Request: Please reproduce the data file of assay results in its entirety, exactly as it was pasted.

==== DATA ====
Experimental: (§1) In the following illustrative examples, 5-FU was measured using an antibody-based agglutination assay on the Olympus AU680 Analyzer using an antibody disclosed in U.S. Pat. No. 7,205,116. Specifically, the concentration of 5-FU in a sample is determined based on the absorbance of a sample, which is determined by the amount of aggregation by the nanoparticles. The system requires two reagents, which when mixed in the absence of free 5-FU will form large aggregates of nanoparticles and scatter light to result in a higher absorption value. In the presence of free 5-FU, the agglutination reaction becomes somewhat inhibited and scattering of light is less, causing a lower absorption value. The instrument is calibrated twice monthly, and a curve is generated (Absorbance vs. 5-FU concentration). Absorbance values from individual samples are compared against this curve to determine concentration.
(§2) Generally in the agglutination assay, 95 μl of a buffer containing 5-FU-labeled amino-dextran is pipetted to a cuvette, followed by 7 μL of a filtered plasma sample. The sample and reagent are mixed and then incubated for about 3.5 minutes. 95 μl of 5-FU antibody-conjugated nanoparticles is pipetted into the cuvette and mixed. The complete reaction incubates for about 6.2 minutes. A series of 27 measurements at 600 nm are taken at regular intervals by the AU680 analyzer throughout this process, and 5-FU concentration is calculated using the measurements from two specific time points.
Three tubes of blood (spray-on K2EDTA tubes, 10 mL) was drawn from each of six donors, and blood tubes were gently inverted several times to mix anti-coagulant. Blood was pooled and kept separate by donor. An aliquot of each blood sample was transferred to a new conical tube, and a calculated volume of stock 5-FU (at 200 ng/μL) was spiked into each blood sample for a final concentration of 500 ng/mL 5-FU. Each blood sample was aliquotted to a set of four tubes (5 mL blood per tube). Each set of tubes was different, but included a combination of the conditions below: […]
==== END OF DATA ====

Experimental: (§1) In the following illustrative examples, 5-FU was measured using an antibody-based agglutination assay on the Olympus AU680 Analyzer using an antibody disclosed in U.S. Pat. No. 7,205,116. Specifically, the concentration of 5-FU in a sample is determined based on the absorbance of a sample, which is determined by the amount of aggregation by the nanoparticles. The system requires two reagents, which when mixed in the absence of free 5-FU will form large aggregates of nanoparticles and scatter light to result in a higher absorption value. In the presence of free 5-FU, the agglutination reaction becomes somewhat inhibited and scattering of light is less, causing a lower absorption value. The instrument is calibrated twice monthly, and a curve is generated (Absorbance vs. 5-FU concentration). Absorbance values from individual samples are compared against this curve to determine concentration.
(§2) Generally in the agglutination assay, 95 μl of a buffer containing 5-FU-labeled amino-dextran is pipetted to a cuvette, followed by 7 μL of a filtered plasma sample. The sample and reagent are mixed and then incubated for about 3.5 minutes. 95 μl of 5-FU antibody-conjugated nanoparticles is pipetted into the cuvette and mixed. The complete reaction incubates for about 6.2 minutes. A series of 27 measurements at 600 nm are taken at regular intervals by the AU680 analyzer throughout this process, and 5-FU concentration is calculated using the measurements from two specific time points.
Three tubes of blood (spray-on K2EDTA tubes, 10 mL) was drawn from each of six donors, and blood tubes were gently inverted several times to mix anti-coagulant. Blood was pooled and kept separate by donor. An aliquot of each blood sample was transferred to a new conical tube, and a calculated volume of stock 5-FU (at 200 ng/μL) was spiked into each blood sample for a final concentration of 500 ng/mL 5-FU. Each blood sample was aliquotted to a set of four tubes (5 mL blood per tube). Each set of tubes was different, but included a combination of the conditions below: […]